A microwell pattern for C17.2 cell aggregate formation with concave cylindrical surface induced cell peeling

Biomaterials. 2014 Nov;35(35):9423-37. doi: 10.1016/j.biomaterials.2014.07.046. Epub 2014 Aug 15.


We have developed a polydimethylsiloxane (PDMS) pattern with arrays of microwells for the formation of multicellular aggregates by C17.2 neural stem cells. Upon interfacing with the patterns, the neural stem cells would firstly attach to the microwell sidewalls, forming cellular strips on day 1 after plating. For channel connected microwells, cellular strips on the concave semi-cylindrical sidewall surfaces continued among wells and through channels, followed by strip peeling due to prestress arising from actin filaments and assembly of suspending cellular aggregates within the microwells in the following 1-2 days. Our results also suggested that a small microwell diameter of 80 and 100 μm and a narrow channel width of 20 μm would facilitate the aggregate formation among the structural dimensions tested. Finite element method (FEM) simulation revealed that cellular strips on the semi-cylindrical sidewall surfaces peeled under significantly smaller prestresses (critical peeling prestress, CPP), than cells on flat substrates. However, the CPP by itself failed to fully account for the difference in aggregate inducing capability among the patterns addressed, suggesting cell growth behaviors might play a role. This study thus justified the current patterning method as a unique and practical approach for establishing 3D neural stem cell-based assay platforms.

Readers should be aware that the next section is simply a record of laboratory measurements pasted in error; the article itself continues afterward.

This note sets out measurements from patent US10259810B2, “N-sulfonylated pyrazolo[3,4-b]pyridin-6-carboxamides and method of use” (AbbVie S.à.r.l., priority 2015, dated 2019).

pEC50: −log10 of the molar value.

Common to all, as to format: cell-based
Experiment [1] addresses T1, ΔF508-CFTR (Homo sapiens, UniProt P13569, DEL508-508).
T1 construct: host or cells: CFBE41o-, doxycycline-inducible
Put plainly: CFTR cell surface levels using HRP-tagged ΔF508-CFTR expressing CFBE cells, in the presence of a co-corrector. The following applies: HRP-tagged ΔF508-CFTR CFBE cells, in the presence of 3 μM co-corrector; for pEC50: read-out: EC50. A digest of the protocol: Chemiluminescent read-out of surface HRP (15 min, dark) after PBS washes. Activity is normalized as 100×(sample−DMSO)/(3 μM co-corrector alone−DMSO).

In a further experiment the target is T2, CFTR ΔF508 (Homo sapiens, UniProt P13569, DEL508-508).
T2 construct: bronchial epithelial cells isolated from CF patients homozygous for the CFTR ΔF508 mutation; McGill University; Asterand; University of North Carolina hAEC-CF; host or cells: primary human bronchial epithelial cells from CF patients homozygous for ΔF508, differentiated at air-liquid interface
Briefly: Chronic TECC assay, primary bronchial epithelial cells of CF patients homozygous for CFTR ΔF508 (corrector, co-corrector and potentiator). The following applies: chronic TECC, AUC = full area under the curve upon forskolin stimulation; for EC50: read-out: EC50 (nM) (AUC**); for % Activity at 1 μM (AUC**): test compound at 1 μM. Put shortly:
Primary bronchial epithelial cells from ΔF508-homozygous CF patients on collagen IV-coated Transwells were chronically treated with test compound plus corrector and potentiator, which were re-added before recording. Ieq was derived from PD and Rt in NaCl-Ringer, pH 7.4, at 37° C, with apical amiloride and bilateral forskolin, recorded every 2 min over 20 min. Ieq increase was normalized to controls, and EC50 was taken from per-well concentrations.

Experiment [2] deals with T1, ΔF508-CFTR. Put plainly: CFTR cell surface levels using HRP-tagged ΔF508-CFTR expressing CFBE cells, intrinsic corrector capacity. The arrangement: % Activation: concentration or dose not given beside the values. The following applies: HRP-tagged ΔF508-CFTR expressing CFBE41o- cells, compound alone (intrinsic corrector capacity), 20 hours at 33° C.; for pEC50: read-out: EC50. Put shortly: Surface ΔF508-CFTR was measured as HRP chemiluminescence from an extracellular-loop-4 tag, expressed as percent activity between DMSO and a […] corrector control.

Keywords: Cellular aggregate; Finite element analysis; Neural stem cell; Polydimethylsiloxane; Three dimensional.

Publication types

  • Research Support, Non-U.S. Gov't

MeSH terms

  • Actins / metabolism
  • Animals
  • Cell Culture Techniques / methods*
  • Cell Line
  • Cell Proliferation
  • Cells, Cultured
  • Dimethylpolysiloxanes / chemistry*
  • Fluorescent Antibody Technique
  • Imaging, Three-Dimensional
  • Mice
  • Microscopy, Electron, Scanning
  • Models, Molecular
  • Neural Stem Cells / cytology*
  • Vinculin / metabolism


  • Actins
  • Dimethylpolysiloxanes
  • Vinculin
  • baysilon